Distinguished Novelist, Essayist and Playwright on Campus
Distinguished Scholar-in-Residence Caryl Phillips will visit classes and appear at two public events the week of Oct 14.
The public is invited to hear him speak Oct. 16, when the School of Theatre and Dance presents “An Evening with Caryl Phillips,” including a staged reading of scenes from his play, The Shelter, directed by Theatre Professor Fanni Green (TAR 120, 6:30 p.m.).
The following day, Oct. 17, he will offer another public talk, “The Burdensome Expectations of the Colonial Migrant,” in which, through the lens of his own and others’ literary writing, he explores the special tensions and difficulties of being a colonial migrant arriving in the “mother country.” This will be in CWY 206 (Military Science Building) at 6 p.m., followed by a reception and book signing. Both events are free of charge.
A true global citizen, Phillips was born on the West Indian Island of St. Kitts, raised in London, now divides his time between Chapel Hill, NC and Manhattan in New York City, and commutes to his current teaching post at Yale University, in New Haven, CT, He has taught at universities in Ghana, Sweden, Singapore, Barbados, India and the UK and previously served as the Henry R. Luce Professor of Migration and Social Order at Columbia University. Phillips is a graduate of The Queen's College, Oxford University, where he also holds the distinction of being an Honorary Fellow.
At Yale, Phillips teaches courses on contemporary literature, fiction writing with a focus on colonial and post-colonial British and Caribbean themes and he teaches creative writing. While in residence here at USF, he will visit several undergraduate and graduate classes in the Departments of English and Africana Studies as well as the Theatre program, following in the footsteps of the first two scholars-in-residence, Princeton Professor Nell Painter and Harvard Professor Jorie Graham.
Known as one of the leading Black Atlantic Writers, Phillips’ writing takes cues from his journeys between the Caribbean, Europe and the United States, a triangular route that takes in part of the Atlantic slave trade.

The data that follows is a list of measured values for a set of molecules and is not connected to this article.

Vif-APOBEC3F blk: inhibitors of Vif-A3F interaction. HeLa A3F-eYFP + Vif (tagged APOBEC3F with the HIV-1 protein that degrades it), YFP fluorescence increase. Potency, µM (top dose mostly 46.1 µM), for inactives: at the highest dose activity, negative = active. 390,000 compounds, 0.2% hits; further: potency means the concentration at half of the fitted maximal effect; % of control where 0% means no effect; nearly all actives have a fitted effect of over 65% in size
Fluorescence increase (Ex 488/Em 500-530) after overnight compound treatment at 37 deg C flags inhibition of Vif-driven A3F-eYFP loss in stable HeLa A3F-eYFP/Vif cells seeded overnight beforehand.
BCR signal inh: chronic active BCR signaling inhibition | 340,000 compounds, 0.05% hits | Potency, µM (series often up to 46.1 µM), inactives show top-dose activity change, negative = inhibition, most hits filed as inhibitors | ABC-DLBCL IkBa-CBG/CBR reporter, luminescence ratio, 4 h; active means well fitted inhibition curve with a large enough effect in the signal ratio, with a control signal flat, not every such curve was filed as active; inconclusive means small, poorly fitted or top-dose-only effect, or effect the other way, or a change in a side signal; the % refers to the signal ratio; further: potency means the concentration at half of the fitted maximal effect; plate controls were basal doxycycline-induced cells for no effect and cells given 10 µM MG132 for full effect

A regular contributor to The Guardian and The New Republic, Phillips’ his latest book, Colour Me English - Selected Essays, was published in July 2011 which is among his best known novels including In the Falling Snow (2009), Cambridge (1991) and Crossing the River (1993). So far, he has published nine novels, five collections of essays, and four stage plays, as well as many radio plays, and has written screenplays for two films.
Phillips began his career writing for the theatre. His plays include Strange Fruit (1980), Where There is Darkness (1982) and The Shelter (1983). He won the BBC Giles Cooper Award for Best Radio Play of the year with The Wasted Years (1984). He has written many dramas and documentaries for radio and television, including, in 1996, the three-hour film of his own novel The Final Passage. He wrote the screenplay for the film Playing Away (1986) and his screenplay for the Merchant Ivory adaptation of V.S.Naipaul's The Mystic Masseur (2001) won the Silver Ombu for best screenplay at the Mar Del Plata film festival in Argentina.
His full list of awards and honors is an impressive one. It includes the 1987 Martin Luther King Memorial Prize, the James Tait Black Memorial Prize (Britain’s oldest literary award), and the Commonwealth Writers Prize. He was elected a fellow of the Royal Society of Literature in 2000 and of the Royal Society of Arts in 2011. Most recently, he was the 2013 Arts winner of the Anthony N. Sabga Caribbean Awards for Excellence (ANSCAFE), regarded as the English-speaking Caribbean's leading recognition program.
Barbara Melendez can be reached at 813-974-4563